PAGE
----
On family walks when I was a child, my mother always had a couple of bags in her pocket, for blackberries or crab apples, chestnuts or cob nuts, sloes or rosehips. She saw the invention of the polythene bag as a particular gift to foragers, especially when it came to the juicier fruits. In later years mum believed that the environmental impact of too many plastic bags was cancelled out by the benefits of gathering nature’s beneficence. She was also of the generation that washed and dried her plastic bags for re-use.
Foraging remains an important part of our walks in the country, not to mention in towns and cities too. A couple of years ago we discovered in the valley half a mile or so from the cottage, a clump of wild damson trees laden with small round purple fruits. The bounty generated jars of sharp and flavoursome plum jam, rekindling enjoyment in teatime toast and sponge cake. I also discovered the pleasures of crystal clear, crimson damson jelly, which heightens the flavour of roast meats and game. Not to mention the thrifty satisfaction of converting the leftover pulp from jelly making into damson cheese - just as delicious with cheddar and brie as those smart little pots of membrillo from upmarket stores..
Alas, hopes of replenishing the store cupboard last year vanished thanks to a broken wrist. So it was with great anticipation that we set off last week down into the valley to inspect, and hopefully gather, the 2011 wild damson harvest. Grandchildren entered into the foraging spirit with gusto, especially four year old Finlay, who was keen to use the bent-wire-coathanger-on-a-walking stick tool devised to reach the higher branches.
We returned with three kilos of damsons, plus another two kilos of larger and sweeter fruit discovered on plum trees in one of the secret little lanes that criss-cross the village. Then we picked a few of the apples from our tree to add to the blackberries from the brambles in the churchyard for a quick pudding.
The next evening, as I gathered jam jars and jelly bags for sterilizing, rinsed the preserving pan, organised thermometer, labels and pens, the sky above the hills turned to a glorious crimson – just the colour of damson jam as it bubbles and swirls in the pan.
And a few days later, my larder is re-filled with pots and jars of preserves of fruits foraged and gathered for free. The only costs are sugar and vinegar from the village shop, plus the cooking fuel.
Wild damson jam
Put one kilo of damsons, washed and with stalks removed, into a preserving pan with 1.4 litres of water. Bring to the boil and then simmer gently until the fruit is soft. The dark skins will split, revealing golden flesh and then the whole lot turns a lovely rich crimson.
Add one kilo of granulated sugar, stir until completely dissolved and then bring to the boil. The small stones will begin to float to the surface, so scoop them up with a perforated spoon and then remove them with a teaspoon. (Sounds fiddly, but far, far easier and quicker than stoning damsons before cooking.)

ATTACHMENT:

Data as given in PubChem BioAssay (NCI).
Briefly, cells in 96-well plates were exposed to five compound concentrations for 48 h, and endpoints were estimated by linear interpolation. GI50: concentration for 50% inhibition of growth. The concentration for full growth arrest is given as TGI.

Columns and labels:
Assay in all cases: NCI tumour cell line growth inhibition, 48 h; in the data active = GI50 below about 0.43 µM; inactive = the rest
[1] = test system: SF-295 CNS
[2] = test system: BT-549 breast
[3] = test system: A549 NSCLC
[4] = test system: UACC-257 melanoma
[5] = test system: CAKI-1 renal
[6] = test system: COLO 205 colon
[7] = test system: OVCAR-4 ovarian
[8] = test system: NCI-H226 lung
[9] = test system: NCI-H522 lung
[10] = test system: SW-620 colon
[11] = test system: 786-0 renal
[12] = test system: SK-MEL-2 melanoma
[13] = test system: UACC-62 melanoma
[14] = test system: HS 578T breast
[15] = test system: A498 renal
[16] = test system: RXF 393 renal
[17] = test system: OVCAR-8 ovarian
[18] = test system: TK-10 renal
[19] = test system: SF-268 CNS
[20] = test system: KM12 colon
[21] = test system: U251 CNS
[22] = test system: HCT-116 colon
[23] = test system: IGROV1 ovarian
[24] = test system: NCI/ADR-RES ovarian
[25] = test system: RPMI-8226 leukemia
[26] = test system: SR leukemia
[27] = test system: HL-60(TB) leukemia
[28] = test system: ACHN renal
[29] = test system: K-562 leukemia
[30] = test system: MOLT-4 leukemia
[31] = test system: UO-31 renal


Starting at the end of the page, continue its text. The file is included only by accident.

Cook at a fast boil for a set (105 degrees C or 225 degrees F on a sugar thermometer). Remove from the heat and leave to cool for 10 minutes, skim off any scum and remaining stones, then pour carefully into hot, sterilized jars and seal. Label when cold.
Damson and apple jelly
The beauty of jelly making is that you don’t need to stone or peel the fruit first, simply wash. Put 900g of damsons into a pan with 450g of tart apples, (chopped and including cores and skin), 150ml of cider vinegar and 750ml of water.
Bring to the boil, reduce the heat and simmer until the fruit is soft and pulpy. Pour the fruit and juices carefully into a sterilized jelly bag suspended over a large bowl and leave to drip (at least three hours, or preferably overnight.
Measure the strained juice into the cleaned preserving pan, adding 450g of granulated sugar to every 600ml of juice. Bring to the boil, stirring to ensure the sugar is dissolved, then boil rapidly for a set (105 degrees C or 225 degrees F).
Remove from the heat, skim any scum, then pour into warm,
sterilized jars. Cover and seal while hot. Use within two years.
Damson and apple cheese
Remove the pulp from the jelly bag, stir in enough hot water to make a soft puree, then push through a sieve.Weigh the puree and put into a clean pan with an equal weight of sugar (eg 450g of sugar to 450g of puree). Stir to dissolve then simmer the mixture until it is so thick that the spoon leaves a clear line when drawn across the pan. (I call it the Red Sea test). Stir frequently to avoid sticking and burning. Spoon the fruit cheese into warmed sterilized jars (preferably with straight sides) and seal. Alternatively put into small ramekins, cover with cling film and refrigerate - but eat within a month.
These recipes come from the excellent The Complete Book of Preserves & Pickles, Jams, jellies, Chutneys & Relishes, written by Catherine Atkinson and Maggie Mayhew. ISBN 1-84477-016-8. The book also contains very useful advice on sterilizing and sealing, together with stockists of preserving equipment.
All photographs taken by Sandi in her Cotswold kitchen.